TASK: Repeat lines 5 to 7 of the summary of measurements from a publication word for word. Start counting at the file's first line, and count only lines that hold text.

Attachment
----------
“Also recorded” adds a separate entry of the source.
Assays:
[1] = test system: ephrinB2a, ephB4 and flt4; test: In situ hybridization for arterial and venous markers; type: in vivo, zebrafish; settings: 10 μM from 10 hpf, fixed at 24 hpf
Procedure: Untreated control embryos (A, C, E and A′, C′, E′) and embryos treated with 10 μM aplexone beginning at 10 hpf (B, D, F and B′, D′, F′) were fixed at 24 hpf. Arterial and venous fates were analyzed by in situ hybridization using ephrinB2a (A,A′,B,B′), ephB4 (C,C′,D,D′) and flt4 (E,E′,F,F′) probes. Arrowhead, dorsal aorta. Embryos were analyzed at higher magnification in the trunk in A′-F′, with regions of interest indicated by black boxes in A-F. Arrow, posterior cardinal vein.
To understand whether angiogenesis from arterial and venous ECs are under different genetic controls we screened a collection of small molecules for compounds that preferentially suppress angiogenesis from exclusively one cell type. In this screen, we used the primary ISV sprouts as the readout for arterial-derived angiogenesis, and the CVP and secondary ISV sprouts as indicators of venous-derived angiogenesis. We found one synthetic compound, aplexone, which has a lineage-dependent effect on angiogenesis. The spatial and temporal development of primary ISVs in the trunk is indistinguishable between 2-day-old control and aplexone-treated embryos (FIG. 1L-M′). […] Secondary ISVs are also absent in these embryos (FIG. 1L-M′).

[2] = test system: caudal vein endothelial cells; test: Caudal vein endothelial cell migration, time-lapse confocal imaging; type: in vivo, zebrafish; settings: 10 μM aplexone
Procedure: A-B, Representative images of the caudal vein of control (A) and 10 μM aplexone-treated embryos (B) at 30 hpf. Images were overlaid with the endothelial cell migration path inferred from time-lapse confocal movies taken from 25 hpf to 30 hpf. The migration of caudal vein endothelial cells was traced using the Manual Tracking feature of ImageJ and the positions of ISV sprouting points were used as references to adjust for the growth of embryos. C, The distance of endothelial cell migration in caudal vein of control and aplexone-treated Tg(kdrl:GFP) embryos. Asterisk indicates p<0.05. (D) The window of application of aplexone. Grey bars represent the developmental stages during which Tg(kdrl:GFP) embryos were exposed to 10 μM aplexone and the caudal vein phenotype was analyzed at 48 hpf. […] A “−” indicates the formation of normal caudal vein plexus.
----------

To understand whether angiogenesis from arterial and venous ECs are under different genetic controls we screened a collection of small molecules for compounds that preferentially suppress angiogenesis from exclusively one cell type. In this screen, we used the primary ISV sprouts as the readout for arterial-derived angiogenesis, and the CVP and secondary ISV sprouts as indicators of venous-derived angiogenesis. We found one synthetic compound, aplexone, which has a lineage-dependent effect on angiogenesis. The spatial and temporal development of primary ISVs in the trunk is indistinguishable between 2-day-old control and aplexone-treated embryos (FIG. 1L-M′). […] Secondary ISVs are also absent in these embryos (FIG. 1L-M′).

[2] = test system: caudal vein endothelial cells; test: Caudal vein endothelial cell migration, time-lapse confocal imaging; type: in vivo, zebrafish; settings: 10 μM aplexone
Procedure: A-B, Representative images of the caudal vein of control (A) and 10 μM aplexone-treated embryos (B) at 30 hpf. Images were overlaid with the endothelial cell migration path inferred from time-lapse confocal movies taken from 25 hpf to 30 hpf. The migration of caudal vein endothelial cells was traced using the Manual Tracking feature of ImageJ and the positions of ISV sprouting points were used as references to adjust for the growth of embryos. C, The distance of endothelial cell migration in caudal vein of control and aplexone-treated Tg(kdrl:GFP) embryos. Asterisk indicates p<0.05. (D) The window of application of aplexone. Grey bars represent the developmental stages during which Tg(kdrl:GFP) embryos were exposed to 10 μM aplexone and the caudal vein phenotype was analyzed at 48 hpf. […] A “−” indicates the formation of normal caudal vein plexus.